PS 71-1
Impacts of alternative biomass cropping systems and landscape position on soil moisture dynamics

Friday, August 9, 2013
Exhibit Hall B, Minneapolis Convention Center
Usman Anwar, Natural Resource Ecology & Management, Iowa State University, Ames, IA
Lisa A. Schulte-Moore, Natural Resource Ecology and Management, Iowa State University, Ames, IA
Randall K. Kolka, Northern Research Station, USDA Forest Service, Grand Rapids, MN
Matthew J. Helmers, Agricultural & Biosystems Engineering, Iowa State University, Ames, IA

Rising interest in the use of biomass crops to meet global bioenergy needs has raised concerns about the potential environmental impacts associated with their broad-scale deployment. Through a randomized, replicated block experiment, known as the Landscape Biomass Project, we are testing the relative significance of site factors on the multifunctional performance of several biomass cropping systems across a topographic gradient. Treatments include five cropping systems—continuous corn, triticale/soy-corn-soy, corn-switchgrass, triticale-sorghum, and triticale-hybrid aspen—randomized, replicated three times across five landscape positions: summit, shoulder, backslope, toeslope, and floodplain. Our objective in this study was to understand how alternative biomass crops affect the distribution of soil moisture across a landscape gradient, with the goal of understanding the potential hydrological impacts of cropping systems within fields and across landscapes. We hypothesized that each treatment would display unique soil moisture patterns over time. To evaluate this, we monitored volumetric water content in 20 cm intervals to a depth of 120 cm during the growing season in 2010, 2011, and 2012, which respectively were wet, average, and drought years.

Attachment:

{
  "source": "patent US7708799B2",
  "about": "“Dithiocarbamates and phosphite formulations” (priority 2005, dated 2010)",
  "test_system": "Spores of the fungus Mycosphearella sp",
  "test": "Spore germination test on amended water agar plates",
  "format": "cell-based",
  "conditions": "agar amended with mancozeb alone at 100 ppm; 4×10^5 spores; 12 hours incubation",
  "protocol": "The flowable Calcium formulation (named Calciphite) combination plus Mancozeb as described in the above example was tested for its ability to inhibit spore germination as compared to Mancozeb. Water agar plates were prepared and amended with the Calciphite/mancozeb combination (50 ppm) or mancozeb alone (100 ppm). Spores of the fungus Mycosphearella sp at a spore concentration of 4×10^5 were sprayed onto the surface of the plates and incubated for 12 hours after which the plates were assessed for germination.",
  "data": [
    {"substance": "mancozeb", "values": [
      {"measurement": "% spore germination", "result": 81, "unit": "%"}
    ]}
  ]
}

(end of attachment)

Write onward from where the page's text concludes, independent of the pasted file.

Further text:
Our results indicated that mean profile volumetric water content varies significantly among cropping systems and landscape positions over time. Generally, soil moisture was highest at backslope and toeslope positions throughout the growing season, but we also detected unique patterns in soil moisture distribution among cropping systems over time. The continuous corn system usually displayed lower than average soil moisture. We also observed a significant interaction effect between cropping system and landscape position treatments, indicating that some cropping systems are relatively more influenced by landscape position than others. In addition, we determined that total biomass yield and soil-related site factors significantly covary with soil moisture, depending on depth.  Our results suggest that, due to differences in relative response to landscape position, the impacts of biomass cropping systems on soil moisture dynamics is heterogeneous in space and time. Our work can be used to help parameterize ecosystem models to predict the water quality and quantity impacts of biomass cropping systems over fields and landscapes.